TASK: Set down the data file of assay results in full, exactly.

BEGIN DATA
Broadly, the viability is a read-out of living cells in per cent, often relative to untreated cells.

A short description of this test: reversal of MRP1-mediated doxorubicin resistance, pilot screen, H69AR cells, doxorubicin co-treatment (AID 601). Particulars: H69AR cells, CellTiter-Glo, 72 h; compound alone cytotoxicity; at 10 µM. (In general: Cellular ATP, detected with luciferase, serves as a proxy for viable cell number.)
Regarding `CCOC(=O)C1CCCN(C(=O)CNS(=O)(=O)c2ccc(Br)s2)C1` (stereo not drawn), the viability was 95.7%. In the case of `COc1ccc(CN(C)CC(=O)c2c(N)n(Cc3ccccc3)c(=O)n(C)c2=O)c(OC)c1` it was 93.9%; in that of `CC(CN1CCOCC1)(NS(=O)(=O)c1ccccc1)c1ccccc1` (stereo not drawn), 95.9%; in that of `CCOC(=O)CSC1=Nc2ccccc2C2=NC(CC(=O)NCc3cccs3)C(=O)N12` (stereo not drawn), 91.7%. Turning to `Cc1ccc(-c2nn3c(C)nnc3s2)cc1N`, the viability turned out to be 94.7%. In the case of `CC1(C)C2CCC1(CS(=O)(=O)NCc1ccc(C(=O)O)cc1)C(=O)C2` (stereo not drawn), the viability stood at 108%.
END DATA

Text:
Broadly, the viability is a read-out of living cells in per cent, often relative to untreated cells.

A short description of this test: reversal of MRP1-mediated doxorubicin resistance, pilot screen, H69AR cells, doxorubicin co-treatment (AID 601). Particulars: H69AR cells, CellTiter-Glo, 72 h; compound alone cytotoxicity; at 10 µM. (In general: Cellular ATP, detected with luciferase, serves as a proxy for viable cell number.)
Regarding `CCOC(=O)C1CCCN(C(=O)CNS(=O)(=O)c2ccc(Br)s2)C1` (stereo not drawn), the viability was 95.7%. In the case of `COc1ccc(CN(C)CC(=O)c2c(N)n(Cc3ccccc3)c(=O)n(C)c2=O)c(OC)c1` it was 93.9%; in that of `CC(CN1CCOCC1)(NS(=O)(=O)c1ccccc1)c1ccccc1` (stereo not drawn), 95.9%; in that of `CCOC(=O)CSC1=Nc2ccccc2C2=NC(CC(=O)NCc3cccs3)C(=O)N12` (stereo not drawn), 91.7%. Turning to `Cc1ccc(-c2nn3c(C)nnc3s2)cc1N`, the viability turned out to be 94.7%. In the case of `CC1(C)C2CCC1(CS(=O)(=O)NCc1ccc(C(=O)O)cc1)C(=O)C2` (stereo not drawn), the viability stood at 108%.